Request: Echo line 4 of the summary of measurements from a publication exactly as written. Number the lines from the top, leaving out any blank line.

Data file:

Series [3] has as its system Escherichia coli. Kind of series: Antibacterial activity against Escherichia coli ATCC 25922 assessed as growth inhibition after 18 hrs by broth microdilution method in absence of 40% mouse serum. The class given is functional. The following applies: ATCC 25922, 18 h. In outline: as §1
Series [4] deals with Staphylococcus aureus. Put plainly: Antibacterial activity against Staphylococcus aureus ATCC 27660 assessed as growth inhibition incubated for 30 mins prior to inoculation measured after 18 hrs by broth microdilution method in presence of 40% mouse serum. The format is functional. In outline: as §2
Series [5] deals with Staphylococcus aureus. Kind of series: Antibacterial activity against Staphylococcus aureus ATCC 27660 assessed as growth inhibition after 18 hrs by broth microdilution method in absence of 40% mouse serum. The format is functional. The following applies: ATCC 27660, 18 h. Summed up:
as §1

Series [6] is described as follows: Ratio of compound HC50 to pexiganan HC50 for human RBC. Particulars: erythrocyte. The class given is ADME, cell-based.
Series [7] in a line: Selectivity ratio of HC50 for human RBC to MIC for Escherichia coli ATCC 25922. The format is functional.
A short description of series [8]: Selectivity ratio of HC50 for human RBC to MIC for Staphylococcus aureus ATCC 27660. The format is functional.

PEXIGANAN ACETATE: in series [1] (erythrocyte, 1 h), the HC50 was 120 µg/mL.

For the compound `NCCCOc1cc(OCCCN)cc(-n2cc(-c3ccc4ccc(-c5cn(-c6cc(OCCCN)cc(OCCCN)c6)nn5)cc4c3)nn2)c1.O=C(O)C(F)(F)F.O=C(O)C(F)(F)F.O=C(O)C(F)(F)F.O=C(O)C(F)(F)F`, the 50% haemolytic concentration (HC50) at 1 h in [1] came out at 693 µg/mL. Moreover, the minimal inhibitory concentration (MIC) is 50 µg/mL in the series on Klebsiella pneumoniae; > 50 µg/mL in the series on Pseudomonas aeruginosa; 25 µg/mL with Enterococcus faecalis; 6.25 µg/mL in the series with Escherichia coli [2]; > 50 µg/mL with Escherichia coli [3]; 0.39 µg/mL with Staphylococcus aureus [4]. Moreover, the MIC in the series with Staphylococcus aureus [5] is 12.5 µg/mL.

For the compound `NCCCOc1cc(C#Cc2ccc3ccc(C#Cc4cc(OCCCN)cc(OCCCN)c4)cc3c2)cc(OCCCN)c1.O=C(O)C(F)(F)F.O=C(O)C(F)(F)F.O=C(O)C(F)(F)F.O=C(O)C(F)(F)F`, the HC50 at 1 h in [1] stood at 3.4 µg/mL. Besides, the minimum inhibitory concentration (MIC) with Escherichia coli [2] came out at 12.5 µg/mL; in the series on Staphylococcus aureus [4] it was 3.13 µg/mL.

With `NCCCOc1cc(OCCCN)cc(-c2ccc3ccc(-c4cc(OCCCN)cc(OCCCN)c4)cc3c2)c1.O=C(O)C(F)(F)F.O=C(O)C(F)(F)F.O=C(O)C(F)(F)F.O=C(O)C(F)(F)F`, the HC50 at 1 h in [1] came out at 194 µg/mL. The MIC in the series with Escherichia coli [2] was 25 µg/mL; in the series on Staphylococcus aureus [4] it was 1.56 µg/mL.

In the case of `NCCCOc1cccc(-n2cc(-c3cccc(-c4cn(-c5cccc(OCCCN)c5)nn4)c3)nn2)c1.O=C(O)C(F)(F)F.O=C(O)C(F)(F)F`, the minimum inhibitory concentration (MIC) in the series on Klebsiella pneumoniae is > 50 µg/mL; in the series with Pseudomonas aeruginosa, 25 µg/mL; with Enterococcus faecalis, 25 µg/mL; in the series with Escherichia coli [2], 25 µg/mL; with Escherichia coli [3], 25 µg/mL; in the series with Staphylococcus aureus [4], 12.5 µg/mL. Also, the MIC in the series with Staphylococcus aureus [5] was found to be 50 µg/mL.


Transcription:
as §1